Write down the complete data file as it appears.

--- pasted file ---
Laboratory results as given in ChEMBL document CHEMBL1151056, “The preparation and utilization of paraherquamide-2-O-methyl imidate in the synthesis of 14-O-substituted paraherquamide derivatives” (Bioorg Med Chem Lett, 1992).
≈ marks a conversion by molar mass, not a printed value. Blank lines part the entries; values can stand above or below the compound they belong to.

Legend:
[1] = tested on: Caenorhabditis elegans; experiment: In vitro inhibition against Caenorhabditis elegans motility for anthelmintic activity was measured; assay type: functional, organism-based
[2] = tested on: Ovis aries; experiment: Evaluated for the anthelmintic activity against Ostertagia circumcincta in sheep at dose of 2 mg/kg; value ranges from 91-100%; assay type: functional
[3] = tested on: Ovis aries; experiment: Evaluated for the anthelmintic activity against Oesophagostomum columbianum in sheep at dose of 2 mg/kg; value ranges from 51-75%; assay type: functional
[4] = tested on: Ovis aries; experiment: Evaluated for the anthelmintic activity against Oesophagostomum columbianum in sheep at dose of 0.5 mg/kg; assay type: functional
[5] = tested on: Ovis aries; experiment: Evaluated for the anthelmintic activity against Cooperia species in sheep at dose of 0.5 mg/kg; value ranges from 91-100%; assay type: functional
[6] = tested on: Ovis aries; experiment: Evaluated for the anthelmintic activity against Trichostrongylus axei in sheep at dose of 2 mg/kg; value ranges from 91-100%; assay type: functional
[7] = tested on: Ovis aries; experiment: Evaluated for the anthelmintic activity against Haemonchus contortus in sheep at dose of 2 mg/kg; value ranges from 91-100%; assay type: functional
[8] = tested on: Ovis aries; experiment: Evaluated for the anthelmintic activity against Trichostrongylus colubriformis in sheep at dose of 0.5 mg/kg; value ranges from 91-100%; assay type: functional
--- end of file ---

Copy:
Laboratory results as given in ChEMBL document CHEMBL1151056, “The preparation and utilization of paraherquamide-2-O-methyl imidate in the synthesis of 14-O-substituted paraherquamide derivatives” (Bioorg Med Chem Lett, 1992).
≈ marks a conversion by molar mass, not a printed value. Blank lines part the entries; values can stand above or below the compound they belong to.

Legend:
[1] = tested on: Caenorhabditis elegans; experiment: In vitro inhibition against Caenorhabditis elegans motility for anthelmintic activity was measured; assay type: functional, organism-based
[2] = tested on: Ovis aries; experiment: Evaluated for the anthelmintic activity against Ostertagia circumcincta in sheep at dose of 2 mg/kg; value ranges from 91-100%; assay type: functional
[3] = tested on: Ovis aries; experiment: Evaluated for the anthelmintic activity against Oesophagostomum columbianum in sheep at dose of 2 mg/kg; value ranges from 51-75%; assay type: functional
[4] = tested on: Ovis aries; experiment: Evaluated for the anthelmintic activity against Oesophagostomum columbianum in sheep at dose of 0.5 mg/kg; assay type: functional
[5] = tested on: Ovis aries; experiment: Evaluated for the anthelmintic activity against Cooperia species in sheep at dose of 0.5 mg/kg; value ranges from 91-100%; assay type: functional
[6] = tested on: Ovis aries; experiment: Evaluated for the anthelmintic activity against Trichostrongylus axei in sheep at dose of 2 mg/kg; value ranges from 91-100%; assay type: functional
[7] = tested on: Ovis aries; experiment: Evaluated for the anthelmintic activity against Haemonchus contortus in sheep at dose of 2 mg/kg; value ranges from 91-100%; assay type: functional
[8] = tested on: Ovis aries; experiment: Evaluated for the anthelmintic activity against Trichostrongylus colubriformis in sheep at dose of 0.5 mg/kg; value ranges from 91-100%; assay type: functional